Nowadays Shaxi is a subtle blend of an oasis, a kind of western cowboy town, a backpackers’ haunt and a typical Chinese village that is unlike anything else in China. Ancient stables have been perfectly renovated and transformed into charming hotels, whilst traditional wooden homes have been changed into restaurants and cafés, where travellers can enjoy the relaxing ambience of the village and recharge their batteries. It's common in Shaxi to just sit on a bench all day, appreciating the peace and quiet, as village life slowly passes by.
Overnight in Shaxi.
Shaxi is typically the kind of place to revitalise oneself. Enjoy a free morning here by exploring the maze of paved avenues that make up the heart of the old town, or equally by discovering the surrounding countryside that is notable for its okra earth, logically, in the houses in the village made of earth-bricks. Cross the bridge to the south and be in the heart of the local countryside, an ancient caravan route.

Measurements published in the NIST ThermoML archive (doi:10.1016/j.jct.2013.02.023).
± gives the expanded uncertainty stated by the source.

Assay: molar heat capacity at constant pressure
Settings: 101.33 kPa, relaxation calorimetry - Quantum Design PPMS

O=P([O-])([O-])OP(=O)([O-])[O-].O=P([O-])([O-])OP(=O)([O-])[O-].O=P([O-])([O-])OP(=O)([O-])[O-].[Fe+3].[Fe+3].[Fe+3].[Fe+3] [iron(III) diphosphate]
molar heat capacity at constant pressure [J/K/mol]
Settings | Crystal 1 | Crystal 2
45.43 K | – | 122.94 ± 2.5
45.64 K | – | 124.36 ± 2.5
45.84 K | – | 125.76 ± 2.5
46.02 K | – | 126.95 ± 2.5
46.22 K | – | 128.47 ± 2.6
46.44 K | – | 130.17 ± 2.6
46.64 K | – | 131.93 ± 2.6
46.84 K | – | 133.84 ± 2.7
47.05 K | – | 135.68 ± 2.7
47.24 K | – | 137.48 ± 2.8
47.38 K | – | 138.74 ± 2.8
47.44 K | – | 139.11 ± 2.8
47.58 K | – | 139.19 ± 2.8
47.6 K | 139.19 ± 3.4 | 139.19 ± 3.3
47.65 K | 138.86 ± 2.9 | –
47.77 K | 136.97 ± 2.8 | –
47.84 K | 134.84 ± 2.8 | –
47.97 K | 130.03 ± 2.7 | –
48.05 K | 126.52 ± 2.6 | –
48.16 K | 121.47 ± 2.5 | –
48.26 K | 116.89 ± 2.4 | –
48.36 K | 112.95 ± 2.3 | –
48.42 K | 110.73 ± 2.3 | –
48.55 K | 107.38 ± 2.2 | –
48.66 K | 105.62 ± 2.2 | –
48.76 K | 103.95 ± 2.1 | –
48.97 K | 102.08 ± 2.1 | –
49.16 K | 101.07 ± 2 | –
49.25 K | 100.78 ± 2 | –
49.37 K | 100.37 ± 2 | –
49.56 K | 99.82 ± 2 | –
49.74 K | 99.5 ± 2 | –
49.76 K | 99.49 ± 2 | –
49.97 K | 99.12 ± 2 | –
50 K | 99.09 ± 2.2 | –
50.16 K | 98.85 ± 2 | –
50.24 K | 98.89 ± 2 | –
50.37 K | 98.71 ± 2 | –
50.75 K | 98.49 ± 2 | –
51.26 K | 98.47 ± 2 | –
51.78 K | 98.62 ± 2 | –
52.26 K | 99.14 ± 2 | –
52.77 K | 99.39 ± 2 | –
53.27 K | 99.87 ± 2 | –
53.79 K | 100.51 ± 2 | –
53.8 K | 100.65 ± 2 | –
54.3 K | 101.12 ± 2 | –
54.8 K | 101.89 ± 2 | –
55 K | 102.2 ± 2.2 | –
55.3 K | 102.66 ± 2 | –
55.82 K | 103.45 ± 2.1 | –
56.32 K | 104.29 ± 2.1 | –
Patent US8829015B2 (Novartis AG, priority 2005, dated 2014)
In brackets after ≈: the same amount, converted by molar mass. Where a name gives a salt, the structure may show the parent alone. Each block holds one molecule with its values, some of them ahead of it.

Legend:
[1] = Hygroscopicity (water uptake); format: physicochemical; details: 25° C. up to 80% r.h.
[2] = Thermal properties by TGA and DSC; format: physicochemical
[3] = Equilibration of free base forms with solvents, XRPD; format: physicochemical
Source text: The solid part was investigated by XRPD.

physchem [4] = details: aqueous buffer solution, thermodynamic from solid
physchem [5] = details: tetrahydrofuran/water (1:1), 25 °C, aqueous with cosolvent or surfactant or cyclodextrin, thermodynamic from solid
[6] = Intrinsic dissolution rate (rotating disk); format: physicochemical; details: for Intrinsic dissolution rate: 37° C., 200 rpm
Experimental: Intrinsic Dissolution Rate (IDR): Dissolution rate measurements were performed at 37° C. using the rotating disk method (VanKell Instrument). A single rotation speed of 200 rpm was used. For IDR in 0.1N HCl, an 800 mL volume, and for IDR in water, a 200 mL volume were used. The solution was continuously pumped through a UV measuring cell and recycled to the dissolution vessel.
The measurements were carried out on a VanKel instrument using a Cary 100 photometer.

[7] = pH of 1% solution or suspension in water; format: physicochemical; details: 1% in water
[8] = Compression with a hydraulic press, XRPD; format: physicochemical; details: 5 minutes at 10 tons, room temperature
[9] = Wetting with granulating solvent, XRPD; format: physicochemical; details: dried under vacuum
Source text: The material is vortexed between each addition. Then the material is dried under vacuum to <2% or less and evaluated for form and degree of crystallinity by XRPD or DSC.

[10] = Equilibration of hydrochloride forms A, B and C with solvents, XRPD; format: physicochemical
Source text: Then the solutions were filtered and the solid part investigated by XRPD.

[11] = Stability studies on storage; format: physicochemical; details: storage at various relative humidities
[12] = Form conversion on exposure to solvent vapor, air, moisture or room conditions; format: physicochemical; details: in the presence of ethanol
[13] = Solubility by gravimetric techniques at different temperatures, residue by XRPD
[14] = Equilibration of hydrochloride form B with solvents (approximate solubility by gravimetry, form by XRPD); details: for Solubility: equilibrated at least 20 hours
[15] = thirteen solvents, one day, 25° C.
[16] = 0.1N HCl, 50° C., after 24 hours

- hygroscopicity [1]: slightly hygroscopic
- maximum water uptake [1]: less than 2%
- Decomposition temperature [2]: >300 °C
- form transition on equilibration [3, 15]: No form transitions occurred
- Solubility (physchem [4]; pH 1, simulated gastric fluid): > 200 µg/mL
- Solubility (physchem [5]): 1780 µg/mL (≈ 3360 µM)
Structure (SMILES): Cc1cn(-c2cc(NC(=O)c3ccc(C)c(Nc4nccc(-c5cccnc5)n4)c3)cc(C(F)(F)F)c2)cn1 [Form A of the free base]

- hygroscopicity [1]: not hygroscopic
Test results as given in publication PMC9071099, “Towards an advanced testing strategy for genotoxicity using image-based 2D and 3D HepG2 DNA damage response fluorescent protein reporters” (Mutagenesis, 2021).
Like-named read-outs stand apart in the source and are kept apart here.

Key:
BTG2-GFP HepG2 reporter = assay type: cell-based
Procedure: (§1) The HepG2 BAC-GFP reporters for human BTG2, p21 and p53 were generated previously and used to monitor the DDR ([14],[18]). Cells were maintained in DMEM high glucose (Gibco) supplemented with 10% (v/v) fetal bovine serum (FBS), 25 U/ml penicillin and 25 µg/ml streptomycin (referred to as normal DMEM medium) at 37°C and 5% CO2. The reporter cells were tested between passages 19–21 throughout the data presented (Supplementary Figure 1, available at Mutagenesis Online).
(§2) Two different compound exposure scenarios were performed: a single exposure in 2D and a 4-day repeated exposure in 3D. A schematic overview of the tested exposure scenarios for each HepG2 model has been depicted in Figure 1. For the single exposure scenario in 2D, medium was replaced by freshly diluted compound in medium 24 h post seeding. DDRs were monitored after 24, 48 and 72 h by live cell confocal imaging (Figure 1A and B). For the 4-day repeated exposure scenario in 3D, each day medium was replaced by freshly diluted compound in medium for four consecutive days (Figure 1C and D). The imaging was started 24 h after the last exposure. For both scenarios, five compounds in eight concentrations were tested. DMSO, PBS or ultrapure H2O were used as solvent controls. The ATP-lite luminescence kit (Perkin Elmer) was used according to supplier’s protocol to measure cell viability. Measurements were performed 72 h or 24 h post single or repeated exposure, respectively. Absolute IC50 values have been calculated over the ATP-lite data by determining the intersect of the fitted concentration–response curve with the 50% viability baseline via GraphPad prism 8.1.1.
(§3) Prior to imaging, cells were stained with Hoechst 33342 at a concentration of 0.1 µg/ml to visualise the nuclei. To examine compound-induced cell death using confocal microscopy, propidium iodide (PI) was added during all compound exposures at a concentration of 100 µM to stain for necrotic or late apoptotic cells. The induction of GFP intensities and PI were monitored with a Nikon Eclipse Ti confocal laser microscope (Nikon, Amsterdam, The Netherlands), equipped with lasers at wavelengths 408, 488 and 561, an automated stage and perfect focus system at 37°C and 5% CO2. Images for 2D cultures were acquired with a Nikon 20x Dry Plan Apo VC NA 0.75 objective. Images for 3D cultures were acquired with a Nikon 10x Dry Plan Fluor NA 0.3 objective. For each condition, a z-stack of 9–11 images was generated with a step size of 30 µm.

Optional: Visit the dramatic Three Terraced Pavilion, an extremely rare building in such a remote area. Whilst there, it is worth taking the opportunity to visit the nearby Buddhist Temple.
One is lucky if the visit to Shaxi falls on a market day, held every Friday. The market attracts many Bai and Yi peoples, the two major ethnic groups that populate the region. They often come down from remote corners of neighbouring mountains to exchange all types of food products and day-to-day necessities.
Shortly after lunch be taken to Shibaoshan (literally ‘stone treasure mountain’) , an impressive collection of temples, caves and stone sculptures, the most ancient of which dates from the 9th century, and which detail the life of important figures from the Nanzhao kingdom (8th-9th century). Learn all about the religious effigies and the believes surrounding them.
Then, take a walk with spectacular views of the surrounding valley and villages. But watch out! The area is home to monkeys who are often on the lookout for snacks that passers-by carry.